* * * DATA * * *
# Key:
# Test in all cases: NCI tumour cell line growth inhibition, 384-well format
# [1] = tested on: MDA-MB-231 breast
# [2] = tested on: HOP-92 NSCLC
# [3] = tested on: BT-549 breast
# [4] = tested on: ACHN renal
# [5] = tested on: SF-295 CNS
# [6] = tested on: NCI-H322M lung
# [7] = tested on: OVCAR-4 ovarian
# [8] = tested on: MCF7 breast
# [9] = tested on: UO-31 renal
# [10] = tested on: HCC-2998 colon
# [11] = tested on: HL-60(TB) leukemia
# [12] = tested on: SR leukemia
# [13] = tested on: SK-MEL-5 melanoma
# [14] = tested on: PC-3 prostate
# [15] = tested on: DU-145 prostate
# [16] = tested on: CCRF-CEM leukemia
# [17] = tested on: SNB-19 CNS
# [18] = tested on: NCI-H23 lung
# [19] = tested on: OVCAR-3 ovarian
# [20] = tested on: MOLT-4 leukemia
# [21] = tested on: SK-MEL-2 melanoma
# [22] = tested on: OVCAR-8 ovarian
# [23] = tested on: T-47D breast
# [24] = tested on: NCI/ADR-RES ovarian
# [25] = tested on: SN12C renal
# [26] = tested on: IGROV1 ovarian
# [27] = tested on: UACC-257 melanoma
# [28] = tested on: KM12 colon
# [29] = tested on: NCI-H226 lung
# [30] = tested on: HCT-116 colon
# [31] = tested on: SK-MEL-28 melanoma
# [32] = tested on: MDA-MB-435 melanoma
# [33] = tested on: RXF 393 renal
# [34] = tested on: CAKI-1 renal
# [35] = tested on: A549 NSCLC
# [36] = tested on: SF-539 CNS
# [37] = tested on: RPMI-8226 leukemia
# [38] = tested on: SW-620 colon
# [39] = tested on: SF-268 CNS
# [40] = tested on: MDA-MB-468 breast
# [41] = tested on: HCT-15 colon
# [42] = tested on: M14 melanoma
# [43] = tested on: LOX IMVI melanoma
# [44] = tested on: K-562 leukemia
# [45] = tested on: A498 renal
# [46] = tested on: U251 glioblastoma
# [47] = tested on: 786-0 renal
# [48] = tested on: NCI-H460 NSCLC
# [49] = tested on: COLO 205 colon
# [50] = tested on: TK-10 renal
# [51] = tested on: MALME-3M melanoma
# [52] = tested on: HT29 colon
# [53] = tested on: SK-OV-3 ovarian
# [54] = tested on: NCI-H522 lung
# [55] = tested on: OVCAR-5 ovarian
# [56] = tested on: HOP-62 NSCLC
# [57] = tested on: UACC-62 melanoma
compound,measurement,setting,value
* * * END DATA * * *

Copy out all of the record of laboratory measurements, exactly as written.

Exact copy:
# Key:
# Test in all cases: NCI tumour cell line growth inhibition, 384-well format
# [1] = tested on: MDA-MB-231 breast
# [2] = tested on: HOP-92 NSCLC
# [3] = tested on: BT-549 breast
# [4] = tested on: ACHN renal
# [5] = tested on: SF-295 CNS
# [6] = tested on: NCI-H322M lung
# [7] = tested on: OVCAR-4 ovarian
# [8] = tested on: MCF7 breast
# [9] = tested on: UO-31 renal
# [10] = tested on: HCC-2998 colon
# [11] = tested on: HL-60(TB) leukemia
# [12] = tested on: SR leukemia
# [13] = tested on: SK-MEL-5 melanoma
# [14] = tested on: PC-3 prostate
# [15] = tested on: DU-145 prostate
# [16] = tested on: CCRF-CEM leukemia
# [17] = tested on: SNB-19 CNS
# [18] = tested on: NCI-H23 lung
# [19] = tested on: OVCAR-3 ovarian
# [20] = tested on: MOLT-4 leukemia
# [21] = tested on: SK-MEL-2 melanoma
# [22] = tested on: OVCAR-8 ovarian
# [23] = tested on: T-47D breast
# [24] = tested on: NCI/ADR-RES ovarian
# [25] = tested on: SN12C renal
# [26] = tested on: IGROV1 ovarian
# [27] = tested on: UACC-257 melanoma
# [28] = tested on: KM12 colon
# [29] = tested on: NCI-H226 lung
# [30] = tested on: HCT-116 colon
# [31] = tested on: SK-MEL-28 melanoma
# [32] = tested on: MDA-MB-435 melanoma
# [33] = tested on: RXF 393 renal
# [34] = tested on: CAKI-1 renal
# [35] = tested on: A549 NSCLC
# [36] = tested on: SF-539 CNS
# [37] = tested on: RPMI-8226 leukemia
# [38] = tested on: SW-620 colon
# [39] = tested on: SF-268 CNS
# [40] = tested on: MDA-MB-468 breast
# [41] = tested on: HCT-15 colon
# [42] = tested on: M14 melanoma
# [43] = tested on: LOX IMVI melanoma
# [44] = tested on: K-562 leukemia
# [45] = tested on: A498 renal
# [46] = tested on: U251 glioblastoma
# [47] = tested on: 786-0 renal
# [48] = tested on: NCI-H460 NSCLC
# [49] = tested on: COLO 205 colon
# [50] = tested on: TK-10 renal
# [51] = tested on: MALME-3M melanoma
# [52] = tested on: HT29 colon
# [53] = tested on: SK-OV-3 ovarian
# [54] = tested on: NCI-H522 lung
# [55] = tested on: OVCAR-5 ovarian
# [56] = tested on: HOP-62 NSCLC
# [57] = tested on: UACC-62 melanoma
compound,measurement,setting,value